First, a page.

A four-day training workshop and the launching of a pruning and clearing saw, for the promotion of organic cocoa production in the country was opened at Bunso Cocoa College in the Eastern Region on Monday.
The pruning and clearing saw is a mechanized implement for pruning and clearing of cocoa farms.
The workshop is being organised by Yayra Glover Limited (YGL), an organic cocoa buying company and Swiss Secretariat for Economic Affairs (SCECO), a Swiss Government Agency in collaboration with the Ghana Cocoa Board and is being attended by 22 participants including persons from farmer based organizations.
Opening the workshop, Mr Michael Owusu-Menu, Senior Manager of the Research Department of Cocoa Board said, effective pruning and good farm management practices could lead to improvement in the productivity of cocoa farms in the country to almost two tons per hector.
Mr Owusu-Menu advised the participants to consider themselves as trainers to train their colleagues who did not get the opportunity to attend the workshop.
He thanked the Swiss Government for supporting the introduction of organic cocoa production in Ghana and expressed the hope that the Swiss Government would continue to expand the organic cocoa market for the country as Ghana increases it’s production of organic cocoa.
Dr Francis Oppong, Director of the Cocoa Swollen Shoots Virus Disease-Control Unit (CSSVD-CU) of Cocoa Board said for years, Cocoa Board had been looking for efficient tools for the control of mistletoes and expressed the hope that the new equipment being launched would provide the solution to what his unit had always been looking for.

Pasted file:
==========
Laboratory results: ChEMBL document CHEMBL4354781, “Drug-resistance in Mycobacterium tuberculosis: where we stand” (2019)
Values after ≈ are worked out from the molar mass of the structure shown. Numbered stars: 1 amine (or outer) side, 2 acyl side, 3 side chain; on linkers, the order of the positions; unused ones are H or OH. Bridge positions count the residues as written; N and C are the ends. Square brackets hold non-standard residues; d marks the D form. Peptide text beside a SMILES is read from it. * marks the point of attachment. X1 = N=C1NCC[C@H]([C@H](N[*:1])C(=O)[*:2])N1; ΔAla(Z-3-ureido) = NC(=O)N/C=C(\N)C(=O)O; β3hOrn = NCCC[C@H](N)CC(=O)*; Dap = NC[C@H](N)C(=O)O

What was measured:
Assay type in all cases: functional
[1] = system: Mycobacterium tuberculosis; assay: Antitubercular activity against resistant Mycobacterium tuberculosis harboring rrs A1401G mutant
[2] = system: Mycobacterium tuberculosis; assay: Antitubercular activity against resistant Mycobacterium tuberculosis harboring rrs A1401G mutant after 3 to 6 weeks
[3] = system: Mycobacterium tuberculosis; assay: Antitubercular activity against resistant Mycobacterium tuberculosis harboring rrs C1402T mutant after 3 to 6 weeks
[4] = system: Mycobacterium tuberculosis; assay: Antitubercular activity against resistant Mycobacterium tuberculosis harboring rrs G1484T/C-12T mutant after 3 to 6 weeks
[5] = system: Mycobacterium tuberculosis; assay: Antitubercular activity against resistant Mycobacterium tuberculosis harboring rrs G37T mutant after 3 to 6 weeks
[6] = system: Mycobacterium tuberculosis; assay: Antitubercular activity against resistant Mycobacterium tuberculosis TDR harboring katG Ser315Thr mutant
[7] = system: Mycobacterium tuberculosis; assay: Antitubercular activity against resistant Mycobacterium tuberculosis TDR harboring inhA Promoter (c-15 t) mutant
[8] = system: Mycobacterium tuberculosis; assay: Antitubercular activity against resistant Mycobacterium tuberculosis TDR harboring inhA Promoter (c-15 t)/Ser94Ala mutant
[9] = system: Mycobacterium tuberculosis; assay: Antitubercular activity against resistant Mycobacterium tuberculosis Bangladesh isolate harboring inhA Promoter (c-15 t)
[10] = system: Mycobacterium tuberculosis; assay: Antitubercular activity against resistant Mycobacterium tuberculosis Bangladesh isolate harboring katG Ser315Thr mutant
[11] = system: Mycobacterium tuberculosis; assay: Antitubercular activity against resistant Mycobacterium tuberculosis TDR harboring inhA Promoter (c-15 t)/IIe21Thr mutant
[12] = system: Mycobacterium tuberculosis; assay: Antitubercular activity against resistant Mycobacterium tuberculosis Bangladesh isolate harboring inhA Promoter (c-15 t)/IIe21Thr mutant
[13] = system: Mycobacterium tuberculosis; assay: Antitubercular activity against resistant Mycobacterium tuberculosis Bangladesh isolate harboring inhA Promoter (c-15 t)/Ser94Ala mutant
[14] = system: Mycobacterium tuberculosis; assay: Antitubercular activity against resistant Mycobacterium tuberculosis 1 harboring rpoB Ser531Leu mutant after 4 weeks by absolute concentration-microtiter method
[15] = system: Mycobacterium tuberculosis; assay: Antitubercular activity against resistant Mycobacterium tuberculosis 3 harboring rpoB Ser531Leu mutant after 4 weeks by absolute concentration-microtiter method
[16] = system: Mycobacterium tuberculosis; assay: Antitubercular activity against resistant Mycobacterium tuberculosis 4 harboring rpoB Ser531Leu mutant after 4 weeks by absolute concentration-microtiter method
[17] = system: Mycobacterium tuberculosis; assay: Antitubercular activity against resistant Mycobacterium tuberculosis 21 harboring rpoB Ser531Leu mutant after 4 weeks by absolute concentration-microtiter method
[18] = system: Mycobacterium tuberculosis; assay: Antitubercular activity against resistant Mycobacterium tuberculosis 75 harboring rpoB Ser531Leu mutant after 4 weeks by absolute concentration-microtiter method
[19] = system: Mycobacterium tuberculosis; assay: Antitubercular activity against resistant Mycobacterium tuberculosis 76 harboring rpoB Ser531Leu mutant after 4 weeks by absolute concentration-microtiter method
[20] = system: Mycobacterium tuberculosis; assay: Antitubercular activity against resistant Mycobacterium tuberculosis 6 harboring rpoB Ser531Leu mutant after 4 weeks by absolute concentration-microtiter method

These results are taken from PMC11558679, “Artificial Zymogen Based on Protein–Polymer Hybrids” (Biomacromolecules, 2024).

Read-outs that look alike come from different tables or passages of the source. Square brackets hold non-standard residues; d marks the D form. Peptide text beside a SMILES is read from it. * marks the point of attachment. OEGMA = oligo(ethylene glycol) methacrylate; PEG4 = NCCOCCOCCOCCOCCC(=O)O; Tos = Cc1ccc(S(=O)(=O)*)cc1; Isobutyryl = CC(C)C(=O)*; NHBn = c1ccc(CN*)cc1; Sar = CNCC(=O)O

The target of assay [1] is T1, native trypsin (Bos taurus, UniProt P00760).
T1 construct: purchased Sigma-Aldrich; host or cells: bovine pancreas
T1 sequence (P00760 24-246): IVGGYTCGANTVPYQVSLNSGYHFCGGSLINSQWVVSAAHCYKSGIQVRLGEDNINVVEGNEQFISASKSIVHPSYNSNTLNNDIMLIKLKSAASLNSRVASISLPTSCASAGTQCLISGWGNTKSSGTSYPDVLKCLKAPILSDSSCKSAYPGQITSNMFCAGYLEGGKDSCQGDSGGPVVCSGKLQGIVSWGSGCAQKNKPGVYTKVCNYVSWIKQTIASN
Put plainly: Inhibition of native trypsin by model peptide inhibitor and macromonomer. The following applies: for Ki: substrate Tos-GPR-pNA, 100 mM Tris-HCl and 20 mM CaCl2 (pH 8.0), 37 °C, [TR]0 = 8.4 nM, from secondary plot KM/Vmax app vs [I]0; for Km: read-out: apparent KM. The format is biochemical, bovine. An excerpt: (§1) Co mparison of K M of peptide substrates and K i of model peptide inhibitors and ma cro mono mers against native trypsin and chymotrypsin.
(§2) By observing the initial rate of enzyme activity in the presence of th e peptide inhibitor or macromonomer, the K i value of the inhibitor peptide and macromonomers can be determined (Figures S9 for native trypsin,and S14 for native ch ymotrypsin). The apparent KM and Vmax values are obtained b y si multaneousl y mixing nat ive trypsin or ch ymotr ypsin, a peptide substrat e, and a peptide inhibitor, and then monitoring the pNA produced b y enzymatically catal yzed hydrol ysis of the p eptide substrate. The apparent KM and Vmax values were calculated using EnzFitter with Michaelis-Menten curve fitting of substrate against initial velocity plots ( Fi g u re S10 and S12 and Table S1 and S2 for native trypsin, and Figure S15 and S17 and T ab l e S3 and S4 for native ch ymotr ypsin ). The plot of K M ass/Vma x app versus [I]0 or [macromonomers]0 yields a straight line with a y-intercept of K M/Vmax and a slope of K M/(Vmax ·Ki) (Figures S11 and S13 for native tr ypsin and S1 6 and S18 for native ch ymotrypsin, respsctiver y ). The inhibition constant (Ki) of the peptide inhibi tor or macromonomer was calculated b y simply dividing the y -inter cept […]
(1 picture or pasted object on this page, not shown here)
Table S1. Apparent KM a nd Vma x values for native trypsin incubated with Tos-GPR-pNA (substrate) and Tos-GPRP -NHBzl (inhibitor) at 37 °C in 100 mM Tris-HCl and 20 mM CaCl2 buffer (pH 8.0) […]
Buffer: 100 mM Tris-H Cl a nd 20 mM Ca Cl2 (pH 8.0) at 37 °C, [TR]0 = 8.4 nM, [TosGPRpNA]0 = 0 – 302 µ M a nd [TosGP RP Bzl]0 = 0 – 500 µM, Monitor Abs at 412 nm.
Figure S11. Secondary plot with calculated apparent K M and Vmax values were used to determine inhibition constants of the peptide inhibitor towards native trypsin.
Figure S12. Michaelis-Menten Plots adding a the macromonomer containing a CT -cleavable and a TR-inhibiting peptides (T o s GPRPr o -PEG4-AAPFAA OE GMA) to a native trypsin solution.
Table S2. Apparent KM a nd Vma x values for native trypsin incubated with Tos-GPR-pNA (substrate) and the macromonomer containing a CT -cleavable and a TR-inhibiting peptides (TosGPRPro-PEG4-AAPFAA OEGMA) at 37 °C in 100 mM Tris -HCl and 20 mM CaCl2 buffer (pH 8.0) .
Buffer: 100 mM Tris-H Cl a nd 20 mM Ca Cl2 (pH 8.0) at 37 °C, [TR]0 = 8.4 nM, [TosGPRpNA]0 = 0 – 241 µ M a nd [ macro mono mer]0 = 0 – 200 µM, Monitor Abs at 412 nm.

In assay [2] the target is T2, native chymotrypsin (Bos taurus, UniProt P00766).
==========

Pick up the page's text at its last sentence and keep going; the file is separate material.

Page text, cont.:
He said good pruning could affect productivity, hence the introduction of the cocoa rehabilitation programme.
Mr Yayra Glover, Chief Executive Officer of YGL said as a result of food-based health issues, there was a rising concern about food safety and in the cocoa industry, consumers of chocolate and other cocoa products, especially those in in the developed world were insisting on information on the origin and conditions under which the cocoa beans used for the production of chocolate and cocoa products were produced.
He said it was for that reason that the Ghana Cocoa Board collaborated with his company to create a niche conduit for the production and supply of certified organic cocoa beans to buyers all over the world.
Mr Glover explained that, the production of organic cocoa in Ghana had the potential of creating avenues for the establishment of subsidiary rural industries in cocoa growing areas of the country to create employment and reduce the rural–urban drift.
He said, the launching of the pruning and clearing saw could lead to the establishment of a gang of professionals who could acquire the machine and used it to remove mistletoes for cocoa farmers and other crop farmers for a fee and also help clear organic cocoa farms.
Mr Glover said, there would also be the need for the training and establishment of workshops in the rural areas for the repair and maintenance of the pruning and clearing saw and shops for the sale of the parts of the equipments apart from employees who would be engaged in the processing and packaging of organic cocoa beans.